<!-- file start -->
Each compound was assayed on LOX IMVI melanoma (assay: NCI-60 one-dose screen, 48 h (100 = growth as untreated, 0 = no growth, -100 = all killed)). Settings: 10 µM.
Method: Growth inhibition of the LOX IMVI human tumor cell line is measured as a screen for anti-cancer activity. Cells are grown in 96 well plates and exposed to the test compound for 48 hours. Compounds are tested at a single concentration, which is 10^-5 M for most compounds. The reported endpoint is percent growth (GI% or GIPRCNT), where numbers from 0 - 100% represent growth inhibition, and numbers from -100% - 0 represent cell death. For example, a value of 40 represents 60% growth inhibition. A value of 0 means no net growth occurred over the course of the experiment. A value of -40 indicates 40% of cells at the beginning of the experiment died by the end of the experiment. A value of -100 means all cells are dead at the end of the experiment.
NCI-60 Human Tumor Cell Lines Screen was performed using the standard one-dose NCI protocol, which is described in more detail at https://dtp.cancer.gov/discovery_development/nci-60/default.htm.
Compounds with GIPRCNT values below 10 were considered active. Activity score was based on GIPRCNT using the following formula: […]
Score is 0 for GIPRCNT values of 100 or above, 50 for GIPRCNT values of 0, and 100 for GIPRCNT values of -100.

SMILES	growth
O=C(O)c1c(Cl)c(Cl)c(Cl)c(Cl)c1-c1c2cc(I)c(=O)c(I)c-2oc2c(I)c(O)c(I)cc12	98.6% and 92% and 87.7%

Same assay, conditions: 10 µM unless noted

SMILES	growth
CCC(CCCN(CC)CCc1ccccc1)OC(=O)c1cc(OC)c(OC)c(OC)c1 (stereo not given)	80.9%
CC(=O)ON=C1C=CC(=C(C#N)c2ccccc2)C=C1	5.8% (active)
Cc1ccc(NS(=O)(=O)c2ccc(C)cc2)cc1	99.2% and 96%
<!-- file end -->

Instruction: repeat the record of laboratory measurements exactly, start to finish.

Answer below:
Each compound was assayed on LOX IMVI melanoma (assay: NCI-60 one-dose screen, 48 h (100 = growth as untreated, 0 = no growth, -100 = all killed)). Settings: 10 µM.
Method: Growth inhibition of the LOX IMVI human tumor cell line is measured as a screen for anti-cancer activity. Cells are grown in 96 well plates and exposed to the test compound for 48 hours. Compounds are tested at a single concentration, which is 10^-5 M for most compounds. The reported endpoint is percent growth (GI% or GIPRCNT), where numbers from 0 - 100% represent growth inhibition, and numbers from -100% - 0 represent cell death. For example, a value of 40 represents 60% growth inhibition. A value of 0 means no net growth occurred over the course of the experiment. A value of -40 indicates 40% of cells at the beginning of the experiment died by the end of the experiment. A value of -100 means all cells are dead at the end of the experiment.
NCI-60 Human Tumor Cell Lines Screen was performed using the standard one-dose NCI protocol, which is described in more detail at https://dtp.cancer.gov/discovery_development/nci-60/default.htm.
Compounds with GIPRCNT values below 10 were considered active. Activity score was based on GIPRCNT using the following formula: […]
Score is 0 for GIPRCNT values of 100 or above, 50 for GIPRCNT values of 0, and 100 for GIPRCNT values of -100.

SMILES	growth
O=C(O)c1c(Cl)c(Cl)c(Cl)c(Cl)c1-c1c2cc(I)c(=O)c(I)c-2oc2c(I)c(O)c(I)cc12	98.6% and 92% and 87.7%

Same assay, conditions: 10 µM unless noted

SMILES	growth
CCC(CCCN(CC)CCc1ccccc1)OC(=O)c1cc(OC)c(OC)c(OC)c1 (stereo not given)	80.9%
CC(=O)ON=C1C=CC(=C(C#N)c2ccccc2)C=C1	5.8% (active)
Cc1ccc(NS(=O)(=O)c2ccc(C)cc2)cc1	99.2% and 96%